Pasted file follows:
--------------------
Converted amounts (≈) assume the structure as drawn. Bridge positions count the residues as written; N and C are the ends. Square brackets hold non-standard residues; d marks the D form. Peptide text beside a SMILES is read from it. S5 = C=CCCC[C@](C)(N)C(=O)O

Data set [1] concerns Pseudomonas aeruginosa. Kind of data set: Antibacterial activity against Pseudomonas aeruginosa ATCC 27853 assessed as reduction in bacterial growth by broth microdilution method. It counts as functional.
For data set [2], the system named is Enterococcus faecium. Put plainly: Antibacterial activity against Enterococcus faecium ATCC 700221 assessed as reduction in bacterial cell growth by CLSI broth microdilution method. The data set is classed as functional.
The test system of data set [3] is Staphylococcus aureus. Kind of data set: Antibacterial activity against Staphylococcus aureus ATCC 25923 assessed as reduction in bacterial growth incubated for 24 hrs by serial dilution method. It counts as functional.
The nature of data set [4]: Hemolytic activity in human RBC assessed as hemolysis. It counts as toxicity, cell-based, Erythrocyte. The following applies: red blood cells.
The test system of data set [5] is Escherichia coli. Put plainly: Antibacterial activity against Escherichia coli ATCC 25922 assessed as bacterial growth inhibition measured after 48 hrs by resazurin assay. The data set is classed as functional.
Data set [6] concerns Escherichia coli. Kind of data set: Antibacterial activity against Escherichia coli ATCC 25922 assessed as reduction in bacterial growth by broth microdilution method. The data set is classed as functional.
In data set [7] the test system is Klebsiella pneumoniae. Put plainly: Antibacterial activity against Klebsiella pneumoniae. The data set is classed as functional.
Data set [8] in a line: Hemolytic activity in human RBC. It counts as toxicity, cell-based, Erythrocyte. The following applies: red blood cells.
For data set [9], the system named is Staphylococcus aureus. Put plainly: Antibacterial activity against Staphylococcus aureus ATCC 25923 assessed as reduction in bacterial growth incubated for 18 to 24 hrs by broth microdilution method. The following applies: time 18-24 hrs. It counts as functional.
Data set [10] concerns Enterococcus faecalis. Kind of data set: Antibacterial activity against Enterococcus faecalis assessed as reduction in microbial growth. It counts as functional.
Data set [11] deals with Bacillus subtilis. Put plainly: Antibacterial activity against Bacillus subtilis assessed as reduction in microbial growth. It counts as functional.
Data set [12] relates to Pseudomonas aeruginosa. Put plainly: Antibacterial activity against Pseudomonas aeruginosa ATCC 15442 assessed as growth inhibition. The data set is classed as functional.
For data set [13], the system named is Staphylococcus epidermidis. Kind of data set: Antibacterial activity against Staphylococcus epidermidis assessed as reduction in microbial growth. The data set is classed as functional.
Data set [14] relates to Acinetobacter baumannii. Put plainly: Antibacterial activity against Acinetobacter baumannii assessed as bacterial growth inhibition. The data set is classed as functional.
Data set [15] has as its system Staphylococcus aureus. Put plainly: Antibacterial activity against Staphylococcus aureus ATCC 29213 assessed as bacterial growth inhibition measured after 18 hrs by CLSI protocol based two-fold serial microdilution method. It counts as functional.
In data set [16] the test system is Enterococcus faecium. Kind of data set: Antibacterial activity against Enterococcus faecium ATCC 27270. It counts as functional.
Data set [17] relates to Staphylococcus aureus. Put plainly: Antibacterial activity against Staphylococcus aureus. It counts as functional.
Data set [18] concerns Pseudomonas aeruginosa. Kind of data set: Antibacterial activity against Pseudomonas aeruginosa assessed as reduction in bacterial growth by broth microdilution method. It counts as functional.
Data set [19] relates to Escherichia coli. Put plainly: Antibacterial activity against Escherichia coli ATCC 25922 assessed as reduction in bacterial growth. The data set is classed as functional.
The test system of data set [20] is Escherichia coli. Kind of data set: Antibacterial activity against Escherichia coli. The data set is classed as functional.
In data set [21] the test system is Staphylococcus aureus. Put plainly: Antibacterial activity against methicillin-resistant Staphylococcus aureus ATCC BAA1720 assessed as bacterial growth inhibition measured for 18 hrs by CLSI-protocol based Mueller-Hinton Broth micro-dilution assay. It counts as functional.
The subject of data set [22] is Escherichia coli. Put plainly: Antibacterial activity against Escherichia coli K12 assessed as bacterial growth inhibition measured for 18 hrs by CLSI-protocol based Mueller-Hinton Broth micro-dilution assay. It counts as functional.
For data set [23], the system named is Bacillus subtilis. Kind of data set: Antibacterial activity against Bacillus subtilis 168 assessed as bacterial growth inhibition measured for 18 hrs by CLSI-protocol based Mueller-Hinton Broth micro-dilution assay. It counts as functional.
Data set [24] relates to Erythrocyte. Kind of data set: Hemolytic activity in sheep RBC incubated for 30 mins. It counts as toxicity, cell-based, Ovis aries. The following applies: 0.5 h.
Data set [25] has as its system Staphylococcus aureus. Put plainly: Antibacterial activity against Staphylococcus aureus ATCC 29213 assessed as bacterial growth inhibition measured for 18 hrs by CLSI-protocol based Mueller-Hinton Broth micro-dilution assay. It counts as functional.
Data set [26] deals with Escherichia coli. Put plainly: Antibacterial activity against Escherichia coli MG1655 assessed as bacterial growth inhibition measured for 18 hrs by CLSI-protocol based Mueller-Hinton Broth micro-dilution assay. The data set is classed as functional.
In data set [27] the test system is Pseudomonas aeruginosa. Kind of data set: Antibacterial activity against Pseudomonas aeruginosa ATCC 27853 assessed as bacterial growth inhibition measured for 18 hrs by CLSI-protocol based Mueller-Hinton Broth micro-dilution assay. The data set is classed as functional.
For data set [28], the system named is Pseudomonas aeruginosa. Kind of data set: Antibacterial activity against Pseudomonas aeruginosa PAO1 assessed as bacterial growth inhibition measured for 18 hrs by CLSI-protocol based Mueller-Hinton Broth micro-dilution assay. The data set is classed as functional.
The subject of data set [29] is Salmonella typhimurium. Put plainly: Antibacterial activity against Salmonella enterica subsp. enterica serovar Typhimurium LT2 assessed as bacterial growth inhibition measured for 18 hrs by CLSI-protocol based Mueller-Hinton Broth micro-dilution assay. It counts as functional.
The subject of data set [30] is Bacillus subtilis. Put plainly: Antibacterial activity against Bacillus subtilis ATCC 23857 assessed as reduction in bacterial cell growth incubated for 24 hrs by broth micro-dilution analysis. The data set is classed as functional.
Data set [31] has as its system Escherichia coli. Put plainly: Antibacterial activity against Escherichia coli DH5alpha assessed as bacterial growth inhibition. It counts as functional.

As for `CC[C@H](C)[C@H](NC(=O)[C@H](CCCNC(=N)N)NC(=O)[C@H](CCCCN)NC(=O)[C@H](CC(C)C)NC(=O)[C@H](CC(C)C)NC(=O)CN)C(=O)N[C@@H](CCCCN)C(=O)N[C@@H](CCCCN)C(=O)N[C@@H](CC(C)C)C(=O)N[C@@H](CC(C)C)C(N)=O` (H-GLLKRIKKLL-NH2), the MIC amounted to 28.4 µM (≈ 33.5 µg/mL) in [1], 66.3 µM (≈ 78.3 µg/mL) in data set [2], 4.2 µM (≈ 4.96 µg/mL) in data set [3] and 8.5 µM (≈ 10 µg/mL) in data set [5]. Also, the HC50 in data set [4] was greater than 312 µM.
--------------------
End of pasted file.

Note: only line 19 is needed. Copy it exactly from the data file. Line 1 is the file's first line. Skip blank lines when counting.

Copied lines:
Data set [18] concerns Pseudomonas aeruginosa. Kind of data set: Antibacterial activity against Pseudomonas aeruginosa assessed as reduction in bacterial growth by broth microdilution method. It counts as functional.